Healthcare: Aging Empowered

As the pandemic accelerated healthtech adoption, telemedicine services among Boomers increased 300% — a permanent shift in how this generation accesses healthcare. But preference for accessing health services is still inversely correlated with age, with 71% of Boomers preferring to visit a doctor’s office compared to 42% of Gen Z and 47% of Millennials. This is largely because Boomers believe that the level of care they need is better addressed in person, or because they have a general distrust of telehealth’s capabilities. But while only 19% of Boomers prefer using video for healthcare, 58% of Boomers are willing to use it and may well get more comfortable with it over time.

64% of our survey respondents indicated that proactive and preventative healthcare is their top concern. These trends are consistent across all age groups (55–85+), gender, income levels, and ethnicities. As more Boomers choose to age in place, they will demand innovative solutions that improve quality of care to support life in later years. While healthtech companies like Bold offer a digital health and fitness platform to prevent chronic health problems, it currently focuses exclusively on the oldest senior citizens. We believe there are opportunities to create a Bold for Boomers, a health club or social platform to help them maintain a healthy lifestyle. We are following a very new entry, Wellen, whose personalized approach to strength-training and balance is more aligned with a boomer lifestyle.

Given the 195% increase in healthcare costs over the last 20 years, 48% of respondents want to better estimate their healthcare needs so they can proactively plan for expenses and use healthtech services to reduce unnecessary medical bills. 64% of Boomers said that telehealth video appointments should cost less than in-person visits, compared to only 34% of Gen Z and Millennials, indicating that Boomers see virtual care platforms as a way to make their healthcare dollars go further.

Additionally, we see immense opportunities in wearable devices and diagnostic tests for home use, paving the way for better remote patient monitoring and care. Where is the Oura for Boomers that tracks key health information (e.g blood pressure, sleep data, oxygenation, steps, resting heart rate, and heart rate variability); measures results against other users in similar age bands; and can be shared directly with doctors or family members? With recent CMS regulation urging the implementation of APIs to modernize data exchange across healthcare stakeholders, health data from disparate sources will become more accessible. This increasingly tech-savvy population noted in our survey that they want the ability to access all their medical information via a centralized platform.

After noticing a disconnect between the number of digitally-savvy Boomers and the minimal amount of venture funding allocated towards them, we are looking to invest in startups that can effectively cater to these underserved consumers.

How to win over this customer segment?

Startups in these spaces need to be intuitively designed and built with Boomers in mind. To date, companies such as Wealthfront (Personal Finance) and Classpass (Health & Wellness) have largely ignored the unique needs of this customer segment. Unlike Gen Z and millennial-focused companies that offer a clean UI/UX with a seamless customer experience, products catering to Boomers remain largely uninspiring, offline-only, or with dated design practices.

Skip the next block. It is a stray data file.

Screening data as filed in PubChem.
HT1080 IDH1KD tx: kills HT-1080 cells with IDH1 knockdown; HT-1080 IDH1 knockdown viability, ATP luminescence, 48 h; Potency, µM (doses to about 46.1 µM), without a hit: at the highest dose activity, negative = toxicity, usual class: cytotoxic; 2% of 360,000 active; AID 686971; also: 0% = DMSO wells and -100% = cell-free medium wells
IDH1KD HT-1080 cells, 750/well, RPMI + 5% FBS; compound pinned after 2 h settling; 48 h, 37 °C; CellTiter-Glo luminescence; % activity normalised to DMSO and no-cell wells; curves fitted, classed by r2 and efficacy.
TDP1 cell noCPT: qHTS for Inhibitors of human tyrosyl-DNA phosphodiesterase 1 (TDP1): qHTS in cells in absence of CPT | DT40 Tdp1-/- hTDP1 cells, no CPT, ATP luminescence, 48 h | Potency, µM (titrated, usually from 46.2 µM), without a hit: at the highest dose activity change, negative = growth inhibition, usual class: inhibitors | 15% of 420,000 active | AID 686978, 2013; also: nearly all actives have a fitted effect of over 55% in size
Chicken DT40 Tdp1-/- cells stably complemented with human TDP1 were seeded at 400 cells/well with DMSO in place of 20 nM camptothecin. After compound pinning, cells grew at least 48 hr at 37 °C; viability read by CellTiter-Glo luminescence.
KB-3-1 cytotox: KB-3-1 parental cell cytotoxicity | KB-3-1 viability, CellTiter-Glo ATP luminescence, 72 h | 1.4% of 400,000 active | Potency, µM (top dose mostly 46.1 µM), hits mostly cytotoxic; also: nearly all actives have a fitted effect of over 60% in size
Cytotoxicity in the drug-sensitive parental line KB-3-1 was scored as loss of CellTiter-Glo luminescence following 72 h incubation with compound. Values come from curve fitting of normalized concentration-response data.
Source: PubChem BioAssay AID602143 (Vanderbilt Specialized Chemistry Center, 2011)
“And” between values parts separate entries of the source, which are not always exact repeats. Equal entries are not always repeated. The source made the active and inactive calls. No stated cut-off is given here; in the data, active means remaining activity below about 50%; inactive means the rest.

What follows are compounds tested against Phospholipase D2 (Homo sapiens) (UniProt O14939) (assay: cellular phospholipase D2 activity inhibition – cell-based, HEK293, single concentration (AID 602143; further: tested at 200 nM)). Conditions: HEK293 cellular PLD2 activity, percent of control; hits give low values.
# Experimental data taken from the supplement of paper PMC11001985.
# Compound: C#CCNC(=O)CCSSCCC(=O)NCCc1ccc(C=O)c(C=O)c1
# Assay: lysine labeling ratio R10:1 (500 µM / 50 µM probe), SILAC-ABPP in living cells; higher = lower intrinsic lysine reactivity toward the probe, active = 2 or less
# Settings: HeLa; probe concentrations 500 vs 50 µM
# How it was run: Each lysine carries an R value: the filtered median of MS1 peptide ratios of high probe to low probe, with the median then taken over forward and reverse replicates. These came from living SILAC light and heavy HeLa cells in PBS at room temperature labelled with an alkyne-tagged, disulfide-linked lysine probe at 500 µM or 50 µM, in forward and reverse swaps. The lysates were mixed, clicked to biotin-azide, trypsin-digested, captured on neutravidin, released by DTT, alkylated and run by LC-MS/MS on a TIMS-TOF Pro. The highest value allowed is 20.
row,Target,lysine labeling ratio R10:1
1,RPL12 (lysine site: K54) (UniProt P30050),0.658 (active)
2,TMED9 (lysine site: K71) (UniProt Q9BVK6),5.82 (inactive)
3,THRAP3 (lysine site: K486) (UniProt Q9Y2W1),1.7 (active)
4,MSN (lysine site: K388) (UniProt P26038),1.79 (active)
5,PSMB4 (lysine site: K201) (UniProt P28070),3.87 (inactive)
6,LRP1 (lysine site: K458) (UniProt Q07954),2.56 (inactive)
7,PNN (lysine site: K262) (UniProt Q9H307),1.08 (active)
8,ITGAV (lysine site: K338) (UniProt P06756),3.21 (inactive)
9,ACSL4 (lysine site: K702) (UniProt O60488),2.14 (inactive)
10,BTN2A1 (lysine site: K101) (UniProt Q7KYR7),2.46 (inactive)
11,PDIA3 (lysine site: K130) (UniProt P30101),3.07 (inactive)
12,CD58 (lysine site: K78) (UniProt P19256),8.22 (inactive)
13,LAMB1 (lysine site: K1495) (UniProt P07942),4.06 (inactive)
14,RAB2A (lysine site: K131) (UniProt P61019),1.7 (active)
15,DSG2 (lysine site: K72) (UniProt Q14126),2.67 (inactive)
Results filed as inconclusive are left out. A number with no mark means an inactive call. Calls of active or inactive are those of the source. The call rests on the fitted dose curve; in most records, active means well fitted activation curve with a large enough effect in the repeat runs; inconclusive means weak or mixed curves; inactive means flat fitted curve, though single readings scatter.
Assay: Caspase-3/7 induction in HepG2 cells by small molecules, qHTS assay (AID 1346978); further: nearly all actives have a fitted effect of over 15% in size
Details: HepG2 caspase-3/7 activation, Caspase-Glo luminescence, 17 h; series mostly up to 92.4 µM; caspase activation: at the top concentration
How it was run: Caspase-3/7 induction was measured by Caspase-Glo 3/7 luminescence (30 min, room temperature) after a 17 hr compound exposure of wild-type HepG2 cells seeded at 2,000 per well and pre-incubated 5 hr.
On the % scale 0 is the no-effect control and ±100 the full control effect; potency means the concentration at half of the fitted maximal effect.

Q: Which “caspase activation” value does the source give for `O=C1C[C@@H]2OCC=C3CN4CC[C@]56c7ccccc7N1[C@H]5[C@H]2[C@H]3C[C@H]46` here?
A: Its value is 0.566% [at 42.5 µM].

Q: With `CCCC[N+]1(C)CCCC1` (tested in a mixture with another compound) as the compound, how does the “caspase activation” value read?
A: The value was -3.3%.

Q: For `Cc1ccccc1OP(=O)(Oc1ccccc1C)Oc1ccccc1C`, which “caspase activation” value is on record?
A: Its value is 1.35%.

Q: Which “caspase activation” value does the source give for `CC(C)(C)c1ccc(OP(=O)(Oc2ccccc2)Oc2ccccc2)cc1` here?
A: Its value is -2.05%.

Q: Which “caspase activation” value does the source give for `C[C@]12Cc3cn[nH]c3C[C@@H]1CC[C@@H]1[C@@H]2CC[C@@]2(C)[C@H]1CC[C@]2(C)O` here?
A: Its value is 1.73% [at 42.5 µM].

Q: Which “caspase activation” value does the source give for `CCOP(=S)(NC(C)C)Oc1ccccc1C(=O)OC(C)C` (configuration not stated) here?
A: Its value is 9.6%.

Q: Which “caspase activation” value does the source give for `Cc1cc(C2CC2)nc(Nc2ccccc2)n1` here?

As seen by the chart above, cracking the code on design for this generation is challenging — as is marketing. Only 3 percent of advertising is targeted to consumers over 55, yet they spend 2X more than those born after 1997 and their online spend grew 53% y-o-y in 2020. Based on our research, we have identified a few factors critical to capturing this customer segment:

  • Addressing Privacy Concerns: 69% of Boomers surveyed are apprehensive about using digital products and services due to privacy concerns. Startups that target them need strict privacy controls and an onboarding process that addresses and alleviates such concerns.
  • Designing Simple & Accessible UI/UX: Boomer-focused startups must develop a differentiated UI/UX design that is intuitive for over 55s. Respondents noted that the product should be simple to navigate, easy to learn, and if possible, include accessible instructions. While millennials prefer a clean and simple design with a quick onboarding process, Boomers prefer more details and how-to tutorials. Many digital solutions assume familiarity with current app protocols or demand a steep learning curve, either of which can make adoption challenging for Boomers.
  • Utilizing a Differentiated Customer Acquisition Strategy: Traditional digital marketing strategies and customer acquisition funnels may not work as effectively for Boomers. According to our survey, the best way to reach Boomers is through television ads (72%), search engine optimization (68%), and word of mouth (59%). Facebook ads (24%) are 30–50% as effective. Given that 22% of respondents are apprehensive about digital products/services and 29% of them find it difficult to learn about companies , startups need to be more thoughtful about their GTM plan. That may include partnerships with offline community groups such as church groups, community centers, and neighborhood associations. For Boomers who don’t currently use many digital products, 71% of respondents said they are more likely to adopt them if they are more convenient than physical alternatives. Understanding why Boomers choose to adopt digital solutions will be critical in attracting and retaining this customer segment.

At BBGV, we are looking for companies that understand Boomers’ needs, especially those that are broadening access to healthtech solutions or utilizing technology to improve financial planning and stability. We are looking for founders who intuitively understand this customer; solutions with the potential to fundamentally replace outdated incumbents; and brands with whom Boomers feel proud to be associated. As we continue to explore opportunities for Boomers to successfully navigate their second act, we would love to chat with founders working on innovative platforms, apps or communities within consumer fintech, job search, reskilling, and health & wellness.



BBG Ventures